Thomas Mann himself was influenced by Freud and Nietzsche, he wrote his novel in a period he was interested in dreams and death. It's not very surprising why Visconti would show interest in this novel, he was always openly gay, even bisexual. His choice of Mahler (Mahler is not mentioned in the novel) is based of the latter's deep interest in death also. Tadzio's beauty may be -partially- an object to sexual attraction, but most importantly it is a metaphor to a Utopian beauty, an absolute beauty free of any societal or material interpretation; it's the same concept of beauty discussed by Gustav and a fellow friend over a whole scene, a part that didn't exist in Mann's novel, indicating Visconti's own unsettled struggle about it.

    Technically speaking, De Santis' camera is frequently mobile, spanning distantly at times and rarely with frank close-ups. Visconti smartly shifts between the past and the present; he uses very smooth transitions (used by Allen later in Another Woman): For example -in a scene that I really liked- Tadzio is amateurishly playing Beethoven's Fur Elise on the piano, Gustav walks in the background from the left of the screen attracted towards the source of the music, the camera zooms on Gustav and Tadzio is now completely out of the frame but we're clearly hearing his music, the camera zooms out revealing Gustav reaching a strange woman (instead of Tadzio) playing the same tune on a piano, a closer look shows a younger Gustav in a completely different milieu. This is how -and with a very clever subtle change in the vocal tone of both pianos- Visconti traveled in time.

    The movie shows a unique use of soundtrack music, only present when no dialog or any voice is present, like a shift to another world. Visconti used Mahler's works, his fifth symphony is the film "book cover" (start and end), with the music beautifully and simultaneously climaxing with the drama at the end.

    The ending shot certainly inspired Ozon's "Le Temps Qui Reste".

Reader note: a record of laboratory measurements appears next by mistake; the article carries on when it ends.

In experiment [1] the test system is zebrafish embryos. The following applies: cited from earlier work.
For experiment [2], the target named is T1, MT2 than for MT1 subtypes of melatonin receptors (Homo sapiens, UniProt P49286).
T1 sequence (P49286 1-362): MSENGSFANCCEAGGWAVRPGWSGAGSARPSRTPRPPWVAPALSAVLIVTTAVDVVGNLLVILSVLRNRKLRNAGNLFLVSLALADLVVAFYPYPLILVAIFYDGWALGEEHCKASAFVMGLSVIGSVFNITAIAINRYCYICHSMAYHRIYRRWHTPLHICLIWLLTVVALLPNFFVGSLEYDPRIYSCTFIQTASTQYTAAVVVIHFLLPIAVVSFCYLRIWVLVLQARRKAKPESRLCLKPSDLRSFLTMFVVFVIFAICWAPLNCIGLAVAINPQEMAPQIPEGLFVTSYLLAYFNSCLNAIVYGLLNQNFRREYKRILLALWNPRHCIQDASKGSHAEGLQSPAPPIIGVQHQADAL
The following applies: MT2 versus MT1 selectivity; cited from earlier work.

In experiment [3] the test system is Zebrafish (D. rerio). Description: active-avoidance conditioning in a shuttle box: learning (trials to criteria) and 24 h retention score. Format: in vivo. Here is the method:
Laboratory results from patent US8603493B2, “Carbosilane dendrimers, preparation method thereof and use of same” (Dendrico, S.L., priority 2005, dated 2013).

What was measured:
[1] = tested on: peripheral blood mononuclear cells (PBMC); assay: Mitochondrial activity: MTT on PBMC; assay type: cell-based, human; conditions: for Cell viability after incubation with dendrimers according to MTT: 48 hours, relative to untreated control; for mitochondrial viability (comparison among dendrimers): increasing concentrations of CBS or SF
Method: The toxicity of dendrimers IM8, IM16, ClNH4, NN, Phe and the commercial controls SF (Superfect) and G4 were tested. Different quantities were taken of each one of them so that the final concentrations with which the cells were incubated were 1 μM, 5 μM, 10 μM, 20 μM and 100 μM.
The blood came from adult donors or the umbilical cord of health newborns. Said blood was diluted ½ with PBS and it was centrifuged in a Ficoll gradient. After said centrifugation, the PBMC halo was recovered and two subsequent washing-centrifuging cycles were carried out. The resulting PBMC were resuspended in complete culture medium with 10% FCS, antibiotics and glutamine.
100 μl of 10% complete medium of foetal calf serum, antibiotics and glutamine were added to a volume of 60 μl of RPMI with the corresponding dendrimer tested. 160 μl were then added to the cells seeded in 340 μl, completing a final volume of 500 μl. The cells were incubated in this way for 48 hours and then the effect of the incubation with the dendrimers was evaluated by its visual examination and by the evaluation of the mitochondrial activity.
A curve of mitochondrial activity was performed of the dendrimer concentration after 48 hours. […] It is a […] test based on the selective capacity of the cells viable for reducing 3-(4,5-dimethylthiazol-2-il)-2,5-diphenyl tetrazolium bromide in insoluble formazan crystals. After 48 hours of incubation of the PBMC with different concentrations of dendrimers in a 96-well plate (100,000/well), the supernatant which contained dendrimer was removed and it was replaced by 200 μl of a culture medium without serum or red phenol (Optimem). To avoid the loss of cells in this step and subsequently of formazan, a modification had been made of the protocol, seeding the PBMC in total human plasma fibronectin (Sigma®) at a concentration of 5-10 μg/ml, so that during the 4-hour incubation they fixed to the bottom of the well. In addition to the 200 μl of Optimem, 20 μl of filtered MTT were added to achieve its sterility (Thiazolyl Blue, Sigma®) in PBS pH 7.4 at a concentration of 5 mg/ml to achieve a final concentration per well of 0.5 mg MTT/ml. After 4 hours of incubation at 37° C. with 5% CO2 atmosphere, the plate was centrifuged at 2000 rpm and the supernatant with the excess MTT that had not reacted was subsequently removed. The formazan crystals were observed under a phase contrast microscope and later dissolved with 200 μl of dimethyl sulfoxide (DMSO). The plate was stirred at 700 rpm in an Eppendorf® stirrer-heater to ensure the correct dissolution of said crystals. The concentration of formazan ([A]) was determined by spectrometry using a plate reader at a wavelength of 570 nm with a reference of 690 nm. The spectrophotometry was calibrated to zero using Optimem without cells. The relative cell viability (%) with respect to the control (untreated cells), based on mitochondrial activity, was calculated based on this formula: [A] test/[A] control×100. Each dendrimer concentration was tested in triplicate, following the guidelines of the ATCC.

Despite my usual attraction to more complex and experimental films, I liked Death in Venice. It's a horrible nightmare told in a visual and a musical poem of elegance and beauty. It's also a deep contemplation of youth, age, beauty, and death.

    Death in Venice won Best Art Direction, Best Cinematography, Best Costume Design, and Best Sound Track during the 1972 BAFTA.

    The Warner Bros DVD (US format) provides a good-quality transfer, additional materials include a "behind-the-scenes featurette" and a still gallery. It would be nice if it had a commentary though.

    Director: Luchino Visconti
    Writer: Thomas Mann
    Original Music: Gustav Mahler
    Cinematography: Pasqualino De Santis
    Genre: Drama
    Year: 1971
    Length: 130 min.
    Language: Italian
    Country: Italy...more info
  • Technically exquisite, but tedious and pretentious.
    I found this movie to be beautifully photographed but very tedious, if not pretentious, if not downright *annoying.*

    Toward the end of the movie, there's a scene where a woman is singing what I believe is a Polish song. And she goes on and on and on and on and on and on.

    She gave me a freakin' headache!

    It's interesting that many of the reviewers here who gave the film 5 stars freely admit that it's

    ... "slow moving"

    ... "not an easy film to watch"

    ... "lacking in action."

    Yeah, right! So then why give it such high praise?

    It's not that a movie has to be "easy" to watch, but it does have to have enough form and substance that the audience cares, one way or another, pro or con, about the central character, especially when the central character is empathetically presented.

    I didn't care very much what happened to the Dirk Bogarde character. He was introspective but without the payoff an introspective character should have. "What's on this boy's mind?" I kept asking myself.

    Why should we care or empathize with the Dirk Bogarde/Gustav Mahler character? We know very little about him. Yes, Mahler was a great artist, but this isn't a great movie.

    The flashback scenes where Mahler is arguing with a colleague about the meaning of art and truth were, for me, forced and overbearing -- throw-ins.

    That the Mahler character wanted to stay in Venice just to be around the young boy he fancied -- sorry, but that isn't enough for me as far as a "plot" is concerned. Even great directors have trouble with plots and endings and in that regard this movie, as beautifully photgraphed and as evocative as it is, copped out. Put another way: sometimes less *isn't* more; sometimes less is just less.